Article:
Thursday 1 October 2020


My Lithium Years, which spanned the central chunk of my time at The Institute, started when I had an insight about how we could access the groundwater of County Carlow when the Eastern hilly border of the county was threatened with being mined for Lithium. At one point the People's Corporate of China sunk $2 million into a feasibility study to investigate whether there were economically obtainable quantities of spodumene LiAl(SiO3)2 Up The Blackstairs. The results of our strictly academic investigations of lithium in the groundwater were a) Dr Lithium and b) a lot of very noisy data about the quantities of lithium in the subsurface water across 5 transects of the county. "very noisy data" is what you get when you don't massage your results to fit your prior hypothesis, so that's a win. Even if it's a bit disappointing that there was no clear falling off of [lithium] as you get further than the known spodumene reefs.

In the absurd early days of my teaching gig, I was required to teach water chemistry because nobody else would.  I was supremely under-qualified to do that; but learned a lot and gave the class a couple of genuine hypotheses to test. That was in stark contrast to most of their other practical lab classes where they were typically tasked to "rediscover" some law which everyone had know for 2-300 years. Borrrrring! One question I was genuinely interested in having answered was about the uptake of minerals by trees. Was this driven more by the location [the availability of Fe Mn, K, Ca, whatevs] or by the species [did hawthorn or ash preferentially uptake certain ions regardless of location]. Accordingly, on the way to work one morning, I took twig and leaf samples from these two species at two different locations and had the students measure, record and analyse.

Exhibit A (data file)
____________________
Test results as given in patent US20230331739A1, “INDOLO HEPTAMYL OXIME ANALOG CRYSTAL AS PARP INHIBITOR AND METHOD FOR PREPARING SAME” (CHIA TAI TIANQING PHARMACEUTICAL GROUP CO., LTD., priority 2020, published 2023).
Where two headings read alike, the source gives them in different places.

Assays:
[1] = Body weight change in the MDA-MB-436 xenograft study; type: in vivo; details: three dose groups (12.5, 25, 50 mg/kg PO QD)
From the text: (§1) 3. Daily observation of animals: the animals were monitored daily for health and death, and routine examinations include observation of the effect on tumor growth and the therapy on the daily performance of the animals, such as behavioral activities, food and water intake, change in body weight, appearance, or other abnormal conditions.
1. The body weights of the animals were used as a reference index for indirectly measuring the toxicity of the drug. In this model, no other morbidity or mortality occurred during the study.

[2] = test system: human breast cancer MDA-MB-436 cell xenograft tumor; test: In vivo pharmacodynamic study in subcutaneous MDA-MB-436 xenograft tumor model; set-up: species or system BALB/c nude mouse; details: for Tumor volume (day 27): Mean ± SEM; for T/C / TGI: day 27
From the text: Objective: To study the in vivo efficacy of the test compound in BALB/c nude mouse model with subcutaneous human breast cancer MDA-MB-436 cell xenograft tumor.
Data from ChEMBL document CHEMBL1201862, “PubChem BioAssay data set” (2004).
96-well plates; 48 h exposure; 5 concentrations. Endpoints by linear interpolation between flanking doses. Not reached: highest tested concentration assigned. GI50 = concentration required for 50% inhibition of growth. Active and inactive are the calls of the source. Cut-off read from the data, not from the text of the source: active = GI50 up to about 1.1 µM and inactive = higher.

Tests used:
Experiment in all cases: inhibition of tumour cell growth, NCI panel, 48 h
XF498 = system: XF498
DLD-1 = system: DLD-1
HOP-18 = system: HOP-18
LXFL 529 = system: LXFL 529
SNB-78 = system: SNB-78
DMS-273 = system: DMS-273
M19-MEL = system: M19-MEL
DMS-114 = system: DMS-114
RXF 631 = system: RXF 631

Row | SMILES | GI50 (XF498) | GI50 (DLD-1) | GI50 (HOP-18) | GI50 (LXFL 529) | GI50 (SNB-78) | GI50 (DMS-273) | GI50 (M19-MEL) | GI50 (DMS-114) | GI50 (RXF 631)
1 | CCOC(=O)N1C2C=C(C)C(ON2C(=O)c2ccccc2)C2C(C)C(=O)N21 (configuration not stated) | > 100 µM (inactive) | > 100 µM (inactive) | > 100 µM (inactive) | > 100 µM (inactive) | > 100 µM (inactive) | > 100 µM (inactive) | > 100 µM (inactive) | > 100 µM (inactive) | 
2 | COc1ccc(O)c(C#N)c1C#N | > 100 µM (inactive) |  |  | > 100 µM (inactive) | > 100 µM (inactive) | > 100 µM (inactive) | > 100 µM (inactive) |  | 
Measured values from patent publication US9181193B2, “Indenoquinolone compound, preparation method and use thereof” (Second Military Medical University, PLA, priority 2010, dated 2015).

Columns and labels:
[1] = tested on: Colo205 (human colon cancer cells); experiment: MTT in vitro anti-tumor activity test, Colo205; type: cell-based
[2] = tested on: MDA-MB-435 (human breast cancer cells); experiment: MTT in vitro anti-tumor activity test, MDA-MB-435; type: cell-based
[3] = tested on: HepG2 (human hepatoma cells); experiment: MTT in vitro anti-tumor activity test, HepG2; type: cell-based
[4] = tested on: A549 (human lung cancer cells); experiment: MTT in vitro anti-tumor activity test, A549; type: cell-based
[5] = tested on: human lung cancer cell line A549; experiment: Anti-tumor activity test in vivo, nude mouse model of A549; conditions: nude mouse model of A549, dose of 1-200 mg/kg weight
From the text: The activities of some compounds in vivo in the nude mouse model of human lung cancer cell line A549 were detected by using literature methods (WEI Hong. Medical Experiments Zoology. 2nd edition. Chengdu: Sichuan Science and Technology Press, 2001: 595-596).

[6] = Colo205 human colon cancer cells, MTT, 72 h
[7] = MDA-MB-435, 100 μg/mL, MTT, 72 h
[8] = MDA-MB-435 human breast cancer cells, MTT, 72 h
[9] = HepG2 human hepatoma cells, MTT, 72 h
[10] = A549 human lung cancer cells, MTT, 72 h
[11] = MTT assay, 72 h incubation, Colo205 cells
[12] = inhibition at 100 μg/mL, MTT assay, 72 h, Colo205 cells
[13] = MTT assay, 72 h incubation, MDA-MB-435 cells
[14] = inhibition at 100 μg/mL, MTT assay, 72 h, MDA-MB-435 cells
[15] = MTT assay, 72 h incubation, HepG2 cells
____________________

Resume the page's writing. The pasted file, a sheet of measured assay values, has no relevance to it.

It's a natural forward path from those uptake studies to phytomining: the idea that some plants can accumulate some minerals using molecular channels and bring to the surface for disposal or exploitation elements which are either toxic [whoa cadmium] or valuable [woot gold, silver]. There was a strong thread of research in bio-remediation at The Institute: the idea that you can clean up a toxic waste dump by using specific plants and microbes. It was natural therefore that Dr. Lithium should have bought a bunch of garden vegetable seeds and grown them in the greenhouse in pots with different concentrations of lithium added to the water. tl;dr some plants suck-it-up better than others.

I was haring off down that rabbit-hole of memory because of an article on The BBC about trees in Indonesia that have green sap from the extraordinary levels of Nickel which they are capable of up-taking from the soil.

One optimistic estimate is that the best Ni accumulator Phyllantus balgoyii might be able to bring 120kg /hectare to the surface each year. There aren't many crops that can sustainably yield $1,800USD a year from a hectare, certainly not potatoes in Ireland.

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